5

In most cases the data that applications, forms and so on work with is relative flat. It means that the objects representing the data are actually nothing more than a collection of key-value pairs - with the keys being some attributes/properties and the values the actual values. Something like this:

{
    firstName: John,
    lastName: Doe
}

In these cases there is usually an established mapping from this data to the UI elements which are used to represent, edit and create this data. For example if you were to write an HTML form where the user can write his first and last name you will (most probably) use two text fields - one for the first and one for the last name.

Of course data is not limited to only text but also numbers, boolean values and so on. But even then it is easy to find a suitable UI component.

Now let's say you have a more complex data. Some real object graph (that is, objects connected to each other). You can end up with something like:

{
    firstName: John,
    lastName: Doe,
    address: {
        street: Liberty Str 7,
        zipcode: 10000
    }
    company: {
        name: UX Ltd.
        founder: {
            firstName: Jane,
            lastName: Doe,
            address: {
                ....
            }
        }
    }
}

You see that this graph can become really complex. The complexity comes (partly) because of the fact that the values of the properties are no more simple data types (text, number, etc.) but are objects themselves. So you end up with some deep hiearchy.

The actual problem:

Now what I want to achieve is some user-friendly way to enable the presentation, creation and edition of such object graphs in my software. Please keep in mind that this is a desktop application and we have a limited set of UI components - let's say only these that are here can be used: https://www.eclipse.org/swt/widgets/

How would you go about this? Obviously there are some trivial cases like attributes with text or number values - where I can just take a normal text field. Even true/false values can be represented as (checked/unchecked) checkboxes. But what about these "deep hierarchies". The tree widget is the only one that somehow fits in this but I still don't have an actual idea how to combine it.

Summary: Given some object graph where each object has attributes and values (simple and complex), how would you present this to the user? What is a nice way to go when the value is indeed complex and is another object itself. I am looking for a way to map this information to one of the UI components I am allowed to work with.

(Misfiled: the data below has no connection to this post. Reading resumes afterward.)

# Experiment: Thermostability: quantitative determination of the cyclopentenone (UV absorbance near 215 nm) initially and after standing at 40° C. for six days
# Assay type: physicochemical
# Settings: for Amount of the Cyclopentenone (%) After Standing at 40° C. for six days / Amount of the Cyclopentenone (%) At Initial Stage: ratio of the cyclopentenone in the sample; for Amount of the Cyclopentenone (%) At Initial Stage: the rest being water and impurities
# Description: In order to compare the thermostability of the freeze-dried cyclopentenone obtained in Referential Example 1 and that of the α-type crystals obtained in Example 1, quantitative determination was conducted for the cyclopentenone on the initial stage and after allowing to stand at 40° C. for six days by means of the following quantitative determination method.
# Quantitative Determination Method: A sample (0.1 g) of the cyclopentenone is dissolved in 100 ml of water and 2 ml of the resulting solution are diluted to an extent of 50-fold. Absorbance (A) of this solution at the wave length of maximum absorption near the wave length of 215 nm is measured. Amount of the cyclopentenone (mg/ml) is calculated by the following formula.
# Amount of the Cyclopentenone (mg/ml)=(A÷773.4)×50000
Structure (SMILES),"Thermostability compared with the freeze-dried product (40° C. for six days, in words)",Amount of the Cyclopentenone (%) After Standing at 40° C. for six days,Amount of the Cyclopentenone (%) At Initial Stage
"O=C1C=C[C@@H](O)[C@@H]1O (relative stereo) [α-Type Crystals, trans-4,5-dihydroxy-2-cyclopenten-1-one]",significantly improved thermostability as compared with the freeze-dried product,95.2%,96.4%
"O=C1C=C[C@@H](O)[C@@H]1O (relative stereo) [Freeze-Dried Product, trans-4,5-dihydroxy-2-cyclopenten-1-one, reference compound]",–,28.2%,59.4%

If you are not familiar with the notation used above:

A very brief introduction about JSON:

With JSON one is able to represent objects in a format that is both human-readable and could also be easily parsed/interpreted by the computer. You can see an example here: http://json-schema.org/examples.html

Practically every object is a collection of attributes (keys) and their values. It is just that the value of an attribute could be rather complex - it can actually be another object, thus giving you the option of 'nesting' or creating deep hiearchies.

  • I have to say, I don't quite get it why is this put on hold. First of all the business logic has nothing to do with JSON as this is actually the data, the model. I (as a developer) am well aware of how to separate model, logic and UI - that is why I see my question as concrete enough - I want to be able to represent JSON objects with a limited set of UI components. And as my problem is related only to JSON objects I am just not sure that "... a useful UI independent of the content source" might help me here. – Anton Jan 30 '15 at 10:22
  • 1
    I think I know where the confusion comes from. I edited the question, I hope it is better now. Web forms don't really help me, I am working on a desktop application so maybe not all of the UI components will match and maybe the usability guidelines are a bit different. – Anton Jan 30 '15 at 10:55
  • Great improvement! Now I know what your after ;-) – Benny Skogberg Jan 30 '15 at 11:42
3

JSON really just structures data in containers - {} or []. So the question really is what ways can you find of showing structures in a containers.

I can't think of any more global container than a simple rectangle, and by using colours and some basic design elements, you can easily show a visual representation of the data. Here's a rough idea of what I mean structuring the data you gave as an example in the question. I've also added a list element which you left out of your example data.

enter image description here

  • Thanks for this. What about if the items in the array are also complex object? Would you follow the same pattern? And how about giving the user the option to edit things? – Anton Jan 31 '15 at 16:13
  • @Anton Everything in JSON is encapsulated in what I've given above, and I'd suggest using it in a similar fashion. I also think that editing should be possible quite simply just by editing the content of each container. – JohnGB Jan 31 '15 at 17:15

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